Welcome to Eureka Street

back to site


Turnbull's bone for the News Corp behemoth

  • 24 March 2014

In the closing decade of the 20th century, that distant era when intelligent people could still be heard arguing about whether newspapers would survive the rise of the internet, a departing editor of The Age sent me a handwritten note. After saying the usual things — thank you for your contribution to the paper, I've enjoyed working with you, etc. — he concluded with 'And I wish you the best of luck in these uncertain times'.

The line is etched in my memory because there hasn't been a day since when it didn't accurately characterise the plight of those who work in Australia's media.

The same editor also used to remind people that this age of uncertainty had not begun with the arrival of the internet, but with a short-sighted political decision.

In 1987 the Hawke Government allowed Rupert Murdoch's News Ltd to buy the Herald and Weekly Times, which then controlled most of the nation's daily newspapers outside Sydney. The consequence was that ownership of the metropolitan dailies, which had already been dangerously over-concentrated with three dominant players, was now, in all states except WA, in the hands of only two: the News Ltd behemoth, and an increasingly nervous Fairfax, proprietor of The Sydney Morning Herald, The Age and the Australian Financial Review.

The nervousness soon turned to panic as Warwick Fairfax — 'young Warwick' — took on massive debt to buy back shares in the company, thus restoring it to his family and thereby hoping to protect it from the acquisitive Murdoch. The debt was to be repaid by earnings from Fairfax's flourishing and newly secured business. Or at least that was the plan. But it did not work as intended because 1987 was also the year of a global share market crash that slashed company valuations, making young Warwick's debt unsustainable.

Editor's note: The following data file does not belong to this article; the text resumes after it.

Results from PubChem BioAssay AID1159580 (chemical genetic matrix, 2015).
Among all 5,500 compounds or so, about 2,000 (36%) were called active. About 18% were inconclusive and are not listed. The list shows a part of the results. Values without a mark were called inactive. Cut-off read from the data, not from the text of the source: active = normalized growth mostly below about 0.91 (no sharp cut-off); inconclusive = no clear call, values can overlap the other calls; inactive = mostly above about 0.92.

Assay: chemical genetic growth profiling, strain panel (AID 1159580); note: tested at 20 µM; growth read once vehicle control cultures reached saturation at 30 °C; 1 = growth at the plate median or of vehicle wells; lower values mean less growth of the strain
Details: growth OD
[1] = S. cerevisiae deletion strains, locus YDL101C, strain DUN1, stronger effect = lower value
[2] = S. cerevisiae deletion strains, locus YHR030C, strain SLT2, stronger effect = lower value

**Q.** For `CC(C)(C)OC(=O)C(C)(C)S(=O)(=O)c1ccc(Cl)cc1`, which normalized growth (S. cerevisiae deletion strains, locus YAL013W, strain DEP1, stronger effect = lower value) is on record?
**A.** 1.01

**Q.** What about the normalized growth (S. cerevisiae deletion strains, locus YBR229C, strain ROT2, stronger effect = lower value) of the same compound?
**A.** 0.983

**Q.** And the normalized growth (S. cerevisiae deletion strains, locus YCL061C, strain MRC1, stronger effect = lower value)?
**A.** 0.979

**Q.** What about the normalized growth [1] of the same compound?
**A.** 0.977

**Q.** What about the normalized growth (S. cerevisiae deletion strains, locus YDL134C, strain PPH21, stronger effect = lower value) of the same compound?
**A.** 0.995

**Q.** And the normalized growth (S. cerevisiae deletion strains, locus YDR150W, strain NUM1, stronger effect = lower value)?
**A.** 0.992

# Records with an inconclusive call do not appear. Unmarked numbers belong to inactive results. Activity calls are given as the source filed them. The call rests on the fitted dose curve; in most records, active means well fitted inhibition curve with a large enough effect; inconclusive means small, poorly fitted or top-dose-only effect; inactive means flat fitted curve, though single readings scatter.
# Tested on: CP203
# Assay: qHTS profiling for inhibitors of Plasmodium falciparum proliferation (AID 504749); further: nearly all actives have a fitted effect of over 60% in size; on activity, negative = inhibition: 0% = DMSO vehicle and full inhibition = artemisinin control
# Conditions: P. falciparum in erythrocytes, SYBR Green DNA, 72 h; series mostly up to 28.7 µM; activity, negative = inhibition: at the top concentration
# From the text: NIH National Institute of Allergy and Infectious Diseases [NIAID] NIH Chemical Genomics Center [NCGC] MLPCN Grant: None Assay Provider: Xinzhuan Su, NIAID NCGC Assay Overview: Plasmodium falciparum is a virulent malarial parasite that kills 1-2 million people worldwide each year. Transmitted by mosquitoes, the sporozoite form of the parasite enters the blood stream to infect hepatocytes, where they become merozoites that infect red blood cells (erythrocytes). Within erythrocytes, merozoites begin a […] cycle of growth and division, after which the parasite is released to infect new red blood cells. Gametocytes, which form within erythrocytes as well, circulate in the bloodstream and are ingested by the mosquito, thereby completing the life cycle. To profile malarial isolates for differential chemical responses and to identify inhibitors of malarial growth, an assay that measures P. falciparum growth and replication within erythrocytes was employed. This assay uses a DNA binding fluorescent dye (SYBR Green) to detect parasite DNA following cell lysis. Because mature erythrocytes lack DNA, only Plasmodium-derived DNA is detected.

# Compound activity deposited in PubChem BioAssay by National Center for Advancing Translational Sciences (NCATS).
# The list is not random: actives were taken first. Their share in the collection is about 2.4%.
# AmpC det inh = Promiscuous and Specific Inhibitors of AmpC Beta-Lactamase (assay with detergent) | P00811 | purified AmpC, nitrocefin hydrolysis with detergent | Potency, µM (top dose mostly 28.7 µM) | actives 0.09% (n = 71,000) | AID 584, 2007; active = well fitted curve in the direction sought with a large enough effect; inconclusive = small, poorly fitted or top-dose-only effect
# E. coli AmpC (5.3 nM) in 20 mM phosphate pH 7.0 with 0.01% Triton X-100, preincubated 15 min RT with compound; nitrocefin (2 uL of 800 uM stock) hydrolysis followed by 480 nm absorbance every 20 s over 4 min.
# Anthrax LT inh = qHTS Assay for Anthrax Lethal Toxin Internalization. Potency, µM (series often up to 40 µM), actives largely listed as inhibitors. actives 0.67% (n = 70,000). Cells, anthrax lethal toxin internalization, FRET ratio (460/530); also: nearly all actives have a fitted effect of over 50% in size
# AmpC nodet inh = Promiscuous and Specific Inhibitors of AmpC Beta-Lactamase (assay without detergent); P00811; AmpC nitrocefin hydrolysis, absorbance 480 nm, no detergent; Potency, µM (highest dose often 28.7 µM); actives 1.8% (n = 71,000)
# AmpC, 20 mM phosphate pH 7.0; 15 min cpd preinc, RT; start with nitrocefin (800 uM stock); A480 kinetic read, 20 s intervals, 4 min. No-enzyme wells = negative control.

The would-be saviour left the country, Fairfax was briefly placed in receivership, and since then has staggered and faltered under a revolving-door succession of managements. Like their counterparts vainly trying to save other newspaper empires around the world, none has found a way of replacing the classified-advertising revenues that have steadily been lost to stand-alone internet sites.

And so Fairfax, once the standard-bearer of quality journalism in Australia, now offers its readers ever-thinner papers and ever more dumbed-down websites, produced by ever-shrinking staffs. Meanwhile News Ltd wields ever-greater political influence through its dominance of the nation's media.

Why rehearse this history? Because the